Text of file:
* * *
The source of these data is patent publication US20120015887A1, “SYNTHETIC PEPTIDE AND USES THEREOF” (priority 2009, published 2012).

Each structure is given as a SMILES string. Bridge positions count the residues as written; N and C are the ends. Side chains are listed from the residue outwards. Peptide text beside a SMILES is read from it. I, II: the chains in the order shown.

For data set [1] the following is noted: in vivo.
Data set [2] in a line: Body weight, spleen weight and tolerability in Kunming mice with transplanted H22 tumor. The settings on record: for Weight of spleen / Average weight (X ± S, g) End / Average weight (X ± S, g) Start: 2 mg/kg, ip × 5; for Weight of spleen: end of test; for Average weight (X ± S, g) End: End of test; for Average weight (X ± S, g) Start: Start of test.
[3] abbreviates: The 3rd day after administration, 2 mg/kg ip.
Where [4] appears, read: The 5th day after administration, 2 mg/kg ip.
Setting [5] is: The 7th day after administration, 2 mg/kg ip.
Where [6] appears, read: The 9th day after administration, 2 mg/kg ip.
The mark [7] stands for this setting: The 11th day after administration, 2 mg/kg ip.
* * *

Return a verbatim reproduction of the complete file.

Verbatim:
The source of these data is patent publication US20120015887A1, “SYNTHETIC PEPTIDE AND USES THEREOF” (priority 2009, published 2012).

Each structure is given as a SMILES string. Bridge positions count the residues as written; N and C are the ends. Side chains are listed from the residue outwards. Peptide text beside a SMILES is read from it. I, II: the chains in the order shown.

For data set [1] the following is noted: in vivo.
Data set [2] in a line: Body weight, spleen weight and tolerability in Kunming mice with transplanted H22 tumor. The settings on record: for Weight of spleen / Average weight (X ± S, g) End / Average weight (X ± S, g) Start: 2 mg/kg, ip × 5; for Weight of spleen: end of test; for Average weight (X ± S, g) End: End of test; for Average weight (X ± S, g) Start: Start of test.
[3] abbreviates: The 3rd day after administration, 2 mg/kg ip.
Where [4] appears, read: The 5th day after administration, 2 mg/kg ip.
Setting [5] is: The 7th day after administration, 2 mg/kg ip.
Where [6] appears, read: The 9th day after administration, 2 mg/kg ip.
The mark [7] stands for this setting: The 11th day after administration, 2 mg/kg ip.